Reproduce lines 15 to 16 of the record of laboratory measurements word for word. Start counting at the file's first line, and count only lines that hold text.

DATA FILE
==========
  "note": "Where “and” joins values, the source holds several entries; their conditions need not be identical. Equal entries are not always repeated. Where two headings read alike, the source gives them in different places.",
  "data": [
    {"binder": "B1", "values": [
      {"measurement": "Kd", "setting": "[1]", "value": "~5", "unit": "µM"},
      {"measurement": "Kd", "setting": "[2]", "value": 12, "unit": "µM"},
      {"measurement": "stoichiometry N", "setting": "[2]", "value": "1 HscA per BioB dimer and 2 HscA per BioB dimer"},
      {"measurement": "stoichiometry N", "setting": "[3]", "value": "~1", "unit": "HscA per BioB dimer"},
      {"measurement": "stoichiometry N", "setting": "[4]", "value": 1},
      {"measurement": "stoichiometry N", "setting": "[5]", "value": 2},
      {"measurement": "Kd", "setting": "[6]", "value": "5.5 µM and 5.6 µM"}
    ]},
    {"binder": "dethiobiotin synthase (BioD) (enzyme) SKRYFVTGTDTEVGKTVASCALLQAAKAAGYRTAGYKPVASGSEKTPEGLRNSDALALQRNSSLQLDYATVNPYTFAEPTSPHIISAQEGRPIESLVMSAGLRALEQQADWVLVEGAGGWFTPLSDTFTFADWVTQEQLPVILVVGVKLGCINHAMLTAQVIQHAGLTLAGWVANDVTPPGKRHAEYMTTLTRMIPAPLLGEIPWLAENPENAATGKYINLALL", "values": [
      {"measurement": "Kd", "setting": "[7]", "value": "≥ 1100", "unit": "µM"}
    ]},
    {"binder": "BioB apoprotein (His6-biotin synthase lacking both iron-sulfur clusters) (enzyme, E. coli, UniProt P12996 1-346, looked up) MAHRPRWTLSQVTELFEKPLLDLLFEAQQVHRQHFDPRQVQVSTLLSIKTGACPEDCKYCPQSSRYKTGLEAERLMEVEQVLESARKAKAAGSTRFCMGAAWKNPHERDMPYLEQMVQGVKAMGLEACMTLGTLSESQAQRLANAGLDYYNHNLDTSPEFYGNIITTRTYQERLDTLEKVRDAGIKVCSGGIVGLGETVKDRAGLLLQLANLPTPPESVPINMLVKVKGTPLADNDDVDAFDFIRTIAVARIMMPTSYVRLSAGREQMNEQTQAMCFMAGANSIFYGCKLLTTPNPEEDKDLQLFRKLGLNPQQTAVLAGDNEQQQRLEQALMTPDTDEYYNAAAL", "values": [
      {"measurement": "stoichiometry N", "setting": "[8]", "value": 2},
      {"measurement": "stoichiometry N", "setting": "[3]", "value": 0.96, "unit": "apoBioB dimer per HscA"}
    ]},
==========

    {"binder": "BioB apoprotein (His6-biotin synthase lacking both iron-sulfur clusters) (enzyme, E. coli, UniProt P12996 1-346, looked up) MAHRPRWTLSQVTELFEKPLLDLLFEAQQVHRQHFDPRQVQVSTLLSIKTGACPEDCKYCPQSSRYKTGLEAERLMEVEQVLESARKAKAAGSTRFCMGAAWKNPHERDMPYLEQMVQGVKAMGLEACMTLGTLSESQAQRLANAGLDYYNHNLDTSPEFYGNIITTRTYQERLDTLEKVRDAGIKVCSGGIVGLGETVKDRAGLLLQLANLPTPPESVPINMLVKVKGTPLADNDDVDAFDFIRTIAVARIMMPTSYVRLSAGREQMNEQTQAMCFMAGANSIFYGCKLLTTPNPEEDKDLQLFRKLGLNPQQTAVLAGDNEQQQRLEQALMTPDTDEYYNAAAL", "values": [
      {"measurement": "stoichiometry N", "setting": "[8]", "value": 2},